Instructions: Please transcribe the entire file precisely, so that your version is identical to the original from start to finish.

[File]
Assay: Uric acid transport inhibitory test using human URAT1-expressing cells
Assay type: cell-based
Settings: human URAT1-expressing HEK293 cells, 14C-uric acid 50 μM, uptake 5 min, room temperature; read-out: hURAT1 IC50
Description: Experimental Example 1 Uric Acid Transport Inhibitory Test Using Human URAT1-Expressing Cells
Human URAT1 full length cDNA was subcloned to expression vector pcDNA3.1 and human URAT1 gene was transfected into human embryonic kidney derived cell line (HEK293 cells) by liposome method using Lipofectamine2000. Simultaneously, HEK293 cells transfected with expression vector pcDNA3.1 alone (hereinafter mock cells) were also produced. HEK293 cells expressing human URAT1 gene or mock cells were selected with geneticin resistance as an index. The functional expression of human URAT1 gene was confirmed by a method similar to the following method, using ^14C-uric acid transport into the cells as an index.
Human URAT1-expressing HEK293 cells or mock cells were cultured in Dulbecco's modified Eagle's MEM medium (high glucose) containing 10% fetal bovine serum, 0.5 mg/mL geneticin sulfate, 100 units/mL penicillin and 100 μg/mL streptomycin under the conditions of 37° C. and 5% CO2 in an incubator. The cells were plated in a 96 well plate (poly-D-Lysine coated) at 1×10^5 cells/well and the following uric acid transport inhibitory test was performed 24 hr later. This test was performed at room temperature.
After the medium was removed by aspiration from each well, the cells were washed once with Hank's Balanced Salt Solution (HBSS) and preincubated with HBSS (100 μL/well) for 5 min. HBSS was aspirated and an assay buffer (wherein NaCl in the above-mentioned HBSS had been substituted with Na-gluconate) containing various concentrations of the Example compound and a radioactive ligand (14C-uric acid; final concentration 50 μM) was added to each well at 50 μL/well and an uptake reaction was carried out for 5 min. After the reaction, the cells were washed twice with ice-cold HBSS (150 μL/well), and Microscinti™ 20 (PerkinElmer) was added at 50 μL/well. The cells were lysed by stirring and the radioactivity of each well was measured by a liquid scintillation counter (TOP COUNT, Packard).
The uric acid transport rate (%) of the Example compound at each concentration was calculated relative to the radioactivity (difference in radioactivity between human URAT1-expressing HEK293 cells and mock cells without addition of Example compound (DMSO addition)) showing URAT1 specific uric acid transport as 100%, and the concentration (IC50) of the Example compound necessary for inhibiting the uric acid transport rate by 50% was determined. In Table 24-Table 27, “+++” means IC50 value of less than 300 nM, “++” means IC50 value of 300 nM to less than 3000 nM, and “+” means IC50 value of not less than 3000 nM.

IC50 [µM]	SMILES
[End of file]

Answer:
Assay: Uric acid transport inhibitory test using human URAT1-expressing cells
Assay type: cell-based
Settings: human URAT1-expressing HEK293 cells, 14C-uric acid 50 μM, uptake 5 min, room temperature; read-out: hURAT1 IC50
Description: Experimental Example 1 Uric Acid Transport Inhibitory Test Using Human URAT1-Expressing Cells
Human URAT1 full length cDNA was subcloned to expression vector pcDNA3.1 and human URAT1 gene was transfected into human embryonic kidney derived cell line (HEK293 cells) by liposome method using Lipofectamine2000. Simultaneously, HEK293 cells transfected with expression vector pcDNA3.1 alone (hereinafter mock cells) were also produced. HEK293 cells expressing human URAT1 gene or mock cells were selected with geneticin resistance as an index. The functional expression of human URAT1 gene was confirmed by a method similar to the following method, using ^14C-uric acid transport into the cells as an index.
Human URAT1-expressing HEK293 cells or mock cells were cultured in Dulbecco's modified Eagle's MEM medium (high glucose) containing 10% fetal bovine serum, 0.5 mg/mL geneticin sulfate, 100 units/mL penicillin and 100 μg/mL streptomycin under the conditions of 37° C. and 5% CO2 in an incubator. The cells were plated in a 96 well plate (poly-D-Lysine coated) at 1×10^5 cells/well and the following uric acid transport inhibitory test was performed 24 hr later. This test was performed at room temperature.
After the medium was removed by aspiration from each well, the cells were washed once with Hank's Balanced Salt Solution (HBSS) and preincubated with HBSS (100 μL/well) for 5 min. HBSS was aspirated and an assay buffer (wherein NaCl in the above-mentioned HBSS had been substituted with Na-gluconate) containing various concentrations of the Example compound and a radioactive ligand (14C-uric acid; final concentration 50 μM) was added to each well at 50 μL/well and an uptake reaction was carried out for 5 min. After the reaction, the cells were washed twice with ice-cold HBSS (150 μL/well), and Microscinti™ 20 (PerkinElmer) was added at 50 μL/well. The cells were lysed by stirring and the radioactivity of each well was measured by a liquid scintillation counter (TOP COUNT, Packard).
The uric acid transport rate (%) of the Example compound at each concentration was calculated relative to the radioactivity (difference in radioactivity between human URAT1-expressing HEK293 cells and mock cells without addition of Example compound (DMSO addition)) showing URAT1 specific uric acid transport as 100%, and the concentration (IC50) of the Example compound necessary for inhibiting the uric acid transport rate by 50% was determined. In Table 24-Table 27, “+++” means IC50 value of less than 300 nM, “++” means IC50 value of 300 nM to less than 3000 nM, and “+” means IC50 value of not less than 3000 nM.

IC50 [µM]	SMILES